PTH(1–34) for the Primary Prevention of Postthyroidectomy Hypocalcemia: The THYPOS Trial

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There are no studies evaluating teriparatide for prevention of post-thyroidectomy hypocalcemia.


Our objective was to evaluate whether teriparatide can prevent postsurgical hypocalcemia and shorten the hospitalization in subjects at high risk of hypocalcemia following thyroid surgery.


This was a prospective phase II randomized open-label trial.


This trial was set on a surgical ward.


Twenty-six subjects (six males, 20 females) with intact PTH lower than10 pg/ml 4 hours after thyroidectomy were included.


Subjects were randomized (1:1) to receive SC administration of 20 mcg of teriparatide every 12 hours until the discharge (treatment group) or to follow standard clinical care (control group).

Main Outcome Measure:

Adjusted serum calcium, duration of hospitalization, and calcium/calcitriol supplementation were measured.


Overall, the incidence of hypocalcemia was 3/13 in treatment group and 11/13 in the control group (P = .006). Treated patients had a lower risk of hypocalcemia than controls (relative risk, 0.26 [95% confidence interval, 0.09–0.723)]). The median duration of hospitalization was 3 days (interquartile range, 1) in control subjects and 2 days (interquartile range, 0) in treated subjects (P = .012). One month after discharge, 10/13 subjects in the treatment group had stopped calcium carbonate supplements, while only 5/13 in the control group had discontinued calcium. The ANOVA for repeated measures showed a significant difference in calcium supplements between groups at 1-month visit (P = .04) as well as a significant difference between discharge and 1-month visit in the treatment group (P for interaction time group = .04)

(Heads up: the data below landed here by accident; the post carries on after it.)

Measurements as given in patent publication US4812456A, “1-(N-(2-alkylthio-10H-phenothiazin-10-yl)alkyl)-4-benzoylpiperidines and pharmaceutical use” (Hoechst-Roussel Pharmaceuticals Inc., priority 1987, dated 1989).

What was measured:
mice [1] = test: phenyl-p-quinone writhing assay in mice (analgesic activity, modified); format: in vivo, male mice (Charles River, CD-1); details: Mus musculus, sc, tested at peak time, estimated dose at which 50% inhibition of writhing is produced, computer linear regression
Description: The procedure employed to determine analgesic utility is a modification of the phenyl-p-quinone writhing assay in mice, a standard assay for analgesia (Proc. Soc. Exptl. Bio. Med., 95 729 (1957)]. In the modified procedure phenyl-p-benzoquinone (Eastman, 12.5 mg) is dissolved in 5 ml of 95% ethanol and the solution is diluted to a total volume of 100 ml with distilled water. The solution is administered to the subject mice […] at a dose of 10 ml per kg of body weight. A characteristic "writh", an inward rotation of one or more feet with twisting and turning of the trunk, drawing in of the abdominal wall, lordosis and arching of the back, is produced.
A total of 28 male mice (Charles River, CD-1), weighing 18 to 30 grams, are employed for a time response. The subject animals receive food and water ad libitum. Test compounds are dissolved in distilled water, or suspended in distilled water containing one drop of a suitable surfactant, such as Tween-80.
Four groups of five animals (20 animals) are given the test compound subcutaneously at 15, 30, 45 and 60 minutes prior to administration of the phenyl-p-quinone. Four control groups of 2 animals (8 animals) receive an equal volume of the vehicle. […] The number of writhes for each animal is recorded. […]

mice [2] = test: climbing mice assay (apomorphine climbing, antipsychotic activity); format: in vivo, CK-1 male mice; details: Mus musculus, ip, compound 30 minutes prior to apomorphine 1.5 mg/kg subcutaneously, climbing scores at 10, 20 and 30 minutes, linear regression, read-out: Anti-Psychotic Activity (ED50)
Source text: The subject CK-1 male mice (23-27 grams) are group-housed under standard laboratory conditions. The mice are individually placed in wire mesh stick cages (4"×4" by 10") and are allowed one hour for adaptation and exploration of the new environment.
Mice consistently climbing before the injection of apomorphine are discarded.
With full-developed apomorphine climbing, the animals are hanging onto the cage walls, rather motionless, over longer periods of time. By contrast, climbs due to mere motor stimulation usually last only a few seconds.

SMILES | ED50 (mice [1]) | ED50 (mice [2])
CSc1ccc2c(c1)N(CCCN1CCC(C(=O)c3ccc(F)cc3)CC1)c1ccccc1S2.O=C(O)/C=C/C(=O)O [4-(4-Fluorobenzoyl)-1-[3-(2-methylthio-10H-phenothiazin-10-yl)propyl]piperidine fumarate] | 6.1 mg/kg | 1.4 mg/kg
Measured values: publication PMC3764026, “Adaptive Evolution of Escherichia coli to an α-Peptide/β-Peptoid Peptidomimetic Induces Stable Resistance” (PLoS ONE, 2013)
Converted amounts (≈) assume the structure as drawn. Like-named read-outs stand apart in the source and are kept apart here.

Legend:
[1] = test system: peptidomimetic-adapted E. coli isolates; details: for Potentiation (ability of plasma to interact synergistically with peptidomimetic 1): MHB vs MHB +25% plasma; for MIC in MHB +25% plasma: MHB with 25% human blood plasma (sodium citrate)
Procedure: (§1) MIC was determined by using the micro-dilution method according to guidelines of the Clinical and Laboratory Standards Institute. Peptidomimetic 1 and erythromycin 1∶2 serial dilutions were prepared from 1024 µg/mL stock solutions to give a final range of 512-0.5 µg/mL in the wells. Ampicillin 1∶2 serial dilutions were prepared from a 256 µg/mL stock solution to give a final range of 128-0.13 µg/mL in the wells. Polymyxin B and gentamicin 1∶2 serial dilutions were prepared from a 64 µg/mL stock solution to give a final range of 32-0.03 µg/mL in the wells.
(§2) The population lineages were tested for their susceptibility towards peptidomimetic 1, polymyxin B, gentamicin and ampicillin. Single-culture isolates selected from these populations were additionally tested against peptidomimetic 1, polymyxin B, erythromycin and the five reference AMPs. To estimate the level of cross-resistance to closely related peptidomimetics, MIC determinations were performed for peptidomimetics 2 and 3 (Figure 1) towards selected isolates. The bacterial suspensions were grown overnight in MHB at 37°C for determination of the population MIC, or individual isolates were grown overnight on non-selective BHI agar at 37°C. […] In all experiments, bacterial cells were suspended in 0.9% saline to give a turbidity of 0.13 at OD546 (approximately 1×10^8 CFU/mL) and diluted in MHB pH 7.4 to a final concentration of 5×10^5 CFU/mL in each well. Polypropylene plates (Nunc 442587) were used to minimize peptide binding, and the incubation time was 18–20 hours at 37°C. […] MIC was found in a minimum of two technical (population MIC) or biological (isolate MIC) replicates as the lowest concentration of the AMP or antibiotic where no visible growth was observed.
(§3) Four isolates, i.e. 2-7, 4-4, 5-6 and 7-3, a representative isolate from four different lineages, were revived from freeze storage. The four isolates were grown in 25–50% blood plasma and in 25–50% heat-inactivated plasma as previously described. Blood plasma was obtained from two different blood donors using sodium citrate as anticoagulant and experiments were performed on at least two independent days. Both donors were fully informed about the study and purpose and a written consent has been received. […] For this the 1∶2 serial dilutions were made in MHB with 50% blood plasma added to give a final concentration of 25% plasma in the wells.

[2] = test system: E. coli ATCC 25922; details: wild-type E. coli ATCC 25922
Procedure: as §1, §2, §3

Teriparatide may prevent postsurgical hypocalcemia, shorten the duration of hospitalization, and reduce the need for calcium and vitamin D supplementation after discharge in high risk subjects after thyroid surgery.

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